II. CASE BY CASE DEVELOPMENT OF THE POLITICAL QUESTION DOCTRINE
The first case to discuss in detail the application of the political question doctrine was Luther v. Borden, 7 How. (48 U.S.) 1, 12 L. Ed. 581 (1849).
Luther brought a trespass action against Borden and others for breaking and entering Luther's house. Borden defended on the grounds that an insurrection to overthrow the government of Rhode Island was taking place, that martial law had been declared by the General Assembly, that Luther was aiding and abetting the insurrection and that the defendants were members of the local infantry ordered to arrest the plaintiff and if necessary to break and enter his dwelling. Luther's reply was based on the assertion that prior to the acts complained of, the government, under whose authority his house was broken into, had been displaced by the people of Rhode Island, and that Luther was acting in support of the new government. The form of the original charter government of Rhode Island had not been significantly changed since its inception in 1663. By 1840, a number of citizens led by Dorr were disenchanted with the existing form of government and called a convention, unauthorized by the legislature, to write a new constitution to be submitted to the people. After the votes were returned, the convention declared the new constitution to be adopted, and communicated the decision to the governor so that he might place it before the charter legislature. In addition, the convention ordered elections for various state posts, and the representatives thus elected organized a new government to supercede that established by the charter.
With this factual background, the Supreme Court was asked to decide which of the two Rhode Island governments was legitimate. This they refused to do. Rather, they examined the decisions of the Rhode Island Supreme Court and concluded that they were bound by that court's interpretation of the Rhode Island laws and constitution. And when confronted with the suggestion that they make their own determination based on the right of the people to a republican form of government, the Court answered that the Constitution reposes the protection of that right solely with the legislative and executive -- the political -- branches of the federal government.
The Court justified on a number of grounds its refusal to decide the question of legitimacy on the merits. First, there were no criteria by which a federal court could determine who should be eligible to vote on the question which government ought to be recognized. More importantly, the Court held that, by its terms, Article 4, Section 4 of the Constitution committed to Congress the decision whether a particular government is the established one in a State. Concluding its opinion, the Court stated:
"Much of the argument on the part of the plaintiff turned upon political rights and political questions, upon which the court has been urged to express an opinion. We decline doing so. The high power has been conferred on this court of passing judgment upon the acts of the State sovereignties, and of the legislative and executive branches of the federal government, and of determining whether they are beyond the limits of power marked out for them respectively by the Constitution of the United States. This tribunal, therefore, should be the last to overstep the boundaries which limit its own jurisdiction. And while it should always be ready to meet any question confided to it by the Constitution, it is equally its duty not to pass beyond its appropriate sphere of action, and to take care not to involve itself in discussions which properly belong to other forums." 7 How. (48 U.S.) at 46-47, 12 L. Ed. 581.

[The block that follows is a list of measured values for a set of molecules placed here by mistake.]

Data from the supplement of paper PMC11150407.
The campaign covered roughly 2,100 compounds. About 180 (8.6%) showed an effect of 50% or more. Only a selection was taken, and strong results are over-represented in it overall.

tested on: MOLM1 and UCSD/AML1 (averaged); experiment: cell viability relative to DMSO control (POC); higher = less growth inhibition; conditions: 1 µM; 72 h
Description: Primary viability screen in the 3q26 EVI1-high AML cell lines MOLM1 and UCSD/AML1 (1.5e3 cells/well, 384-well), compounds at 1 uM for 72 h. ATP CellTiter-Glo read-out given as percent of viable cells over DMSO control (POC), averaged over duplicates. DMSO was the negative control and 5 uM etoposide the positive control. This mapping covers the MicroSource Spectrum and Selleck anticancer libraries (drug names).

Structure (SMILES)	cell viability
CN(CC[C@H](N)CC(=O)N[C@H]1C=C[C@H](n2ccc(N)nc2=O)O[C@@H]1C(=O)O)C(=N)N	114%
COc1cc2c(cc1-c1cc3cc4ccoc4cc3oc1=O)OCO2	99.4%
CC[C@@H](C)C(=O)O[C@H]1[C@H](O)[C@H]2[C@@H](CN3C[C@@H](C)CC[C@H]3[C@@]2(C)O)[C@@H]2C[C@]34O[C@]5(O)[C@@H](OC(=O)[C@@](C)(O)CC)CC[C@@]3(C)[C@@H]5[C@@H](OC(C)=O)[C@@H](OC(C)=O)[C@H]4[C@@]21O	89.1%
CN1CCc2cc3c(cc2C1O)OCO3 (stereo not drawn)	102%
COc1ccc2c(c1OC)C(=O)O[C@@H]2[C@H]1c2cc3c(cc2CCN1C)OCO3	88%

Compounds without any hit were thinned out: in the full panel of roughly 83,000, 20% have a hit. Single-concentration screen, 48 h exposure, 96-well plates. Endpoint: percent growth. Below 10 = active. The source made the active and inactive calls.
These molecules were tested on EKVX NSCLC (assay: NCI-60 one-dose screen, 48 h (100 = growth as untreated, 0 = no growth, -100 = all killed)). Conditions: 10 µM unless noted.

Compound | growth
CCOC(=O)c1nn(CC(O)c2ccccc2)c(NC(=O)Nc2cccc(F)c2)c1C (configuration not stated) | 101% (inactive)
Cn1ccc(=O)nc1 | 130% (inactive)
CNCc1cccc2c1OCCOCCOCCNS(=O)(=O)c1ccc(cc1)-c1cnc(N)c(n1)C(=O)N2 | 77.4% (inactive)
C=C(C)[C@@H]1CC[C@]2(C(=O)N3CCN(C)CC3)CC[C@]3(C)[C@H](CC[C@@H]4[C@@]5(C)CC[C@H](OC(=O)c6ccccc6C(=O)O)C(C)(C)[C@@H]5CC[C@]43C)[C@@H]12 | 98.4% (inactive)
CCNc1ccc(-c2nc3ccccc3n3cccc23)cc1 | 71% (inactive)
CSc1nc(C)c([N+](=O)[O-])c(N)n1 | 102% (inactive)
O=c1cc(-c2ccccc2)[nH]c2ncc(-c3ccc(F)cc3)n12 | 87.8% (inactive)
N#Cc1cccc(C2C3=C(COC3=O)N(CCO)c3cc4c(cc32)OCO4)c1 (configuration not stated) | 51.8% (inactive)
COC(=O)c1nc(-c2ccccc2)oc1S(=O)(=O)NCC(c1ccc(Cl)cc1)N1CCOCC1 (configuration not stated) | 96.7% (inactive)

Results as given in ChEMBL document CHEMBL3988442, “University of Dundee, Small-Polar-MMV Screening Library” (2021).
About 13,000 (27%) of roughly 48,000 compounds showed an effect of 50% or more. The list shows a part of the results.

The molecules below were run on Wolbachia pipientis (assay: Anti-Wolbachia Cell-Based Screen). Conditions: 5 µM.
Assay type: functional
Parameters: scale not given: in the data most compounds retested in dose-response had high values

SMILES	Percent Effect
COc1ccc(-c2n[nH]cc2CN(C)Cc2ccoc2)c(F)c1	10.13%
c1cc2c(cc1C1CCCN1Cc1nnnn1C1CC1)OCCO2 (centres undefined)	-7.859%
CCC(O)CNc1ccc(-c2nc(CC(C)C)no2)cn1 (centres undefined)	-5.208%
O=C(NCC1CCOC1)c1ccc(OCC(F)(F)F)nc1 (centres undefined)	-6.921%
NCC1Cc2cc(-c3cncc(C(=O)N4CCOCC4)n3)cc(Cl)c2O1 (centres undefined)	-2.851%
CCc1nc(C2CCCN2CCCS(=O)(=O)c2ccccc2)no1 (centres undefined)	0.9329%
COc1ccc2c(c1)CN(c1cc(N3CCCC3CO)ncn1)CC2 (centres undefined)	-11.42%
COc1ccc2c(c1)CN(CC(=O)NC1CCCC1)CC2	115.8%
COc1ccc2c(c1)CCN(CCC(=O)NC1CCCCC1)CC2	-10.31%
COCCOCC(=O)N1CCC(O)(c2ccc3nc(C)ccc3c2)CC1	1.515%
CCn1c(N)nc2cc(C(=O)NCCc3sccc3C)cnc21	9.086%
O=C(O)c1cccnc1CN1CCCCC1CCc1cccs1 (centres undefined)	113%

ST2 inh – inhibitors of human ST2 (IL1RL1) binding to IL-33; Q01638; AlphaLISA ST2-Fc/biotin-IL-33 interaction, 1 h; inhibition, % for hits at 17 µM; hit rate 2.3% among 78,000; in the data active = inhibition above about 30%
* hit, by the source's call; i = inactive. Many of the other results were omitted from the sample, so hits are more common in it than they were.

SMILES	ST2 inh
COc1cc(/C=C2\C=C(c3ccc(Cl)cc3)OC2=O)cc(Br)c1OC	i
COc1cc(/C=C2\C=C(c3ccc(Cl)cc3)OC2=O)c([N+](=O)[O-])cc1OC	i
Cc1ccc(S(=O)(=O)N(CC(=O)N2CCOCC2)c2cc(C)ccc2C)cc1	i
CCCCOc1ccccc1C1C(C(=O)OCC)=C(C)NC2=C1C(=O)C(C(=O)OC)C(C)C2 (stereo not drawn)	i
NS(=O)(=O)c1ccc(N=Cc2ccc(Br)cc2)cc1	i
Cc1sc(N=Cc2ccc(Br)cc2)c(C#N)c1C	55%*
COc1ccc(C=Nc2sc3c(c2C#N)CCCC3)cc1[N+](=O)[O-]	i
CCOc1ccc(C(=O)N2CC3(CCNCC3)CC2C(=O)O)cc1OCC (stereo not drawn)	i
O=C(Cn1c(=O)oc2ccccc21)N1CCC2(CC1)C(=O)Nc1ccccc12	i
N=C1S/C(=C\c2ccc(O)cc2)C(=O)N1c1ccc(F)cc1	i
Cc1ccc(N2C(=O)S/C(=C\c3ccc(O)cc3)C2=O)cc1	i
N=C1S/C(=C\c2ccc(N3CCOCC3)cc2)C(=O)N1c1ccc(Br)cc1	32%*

The holding of Luther v. Borden that the Guarantee Clause presents a political question has been reaffirmed time after time by the Supreme Court.
Although not specifically dealing with the political question principle, the Prize Cases, 67 U.S. 635, 17 L. Ed. 459 (1863), relied upon by the plaintiffs, are instructive in tracing the development of the doctrine. In April, 1861, President Lincoln declared a blockade against the states making up the Confederacy, and shortly thereafter several ships were seized by federal vessels, taken to Northern ports, and claimed as prizes. The issues before the Supreme Court were whether the President had the power to declare the blockade, and if so, whether the property of residents of the blockaded states was "enemy" property. The Court began by stating the general rules that the President, as Commander-in-Chief, is the proper person to declare a blockade, and that a blockade is justified when a state of war exists de facto. The Court then noted it was factually beyond dispute that with the firing on Fort Sumter, a state of civil war did exist, and that it was the duty of the President to protect the Nation from invasion. Therefore, the President had the power to blockade Southern ports.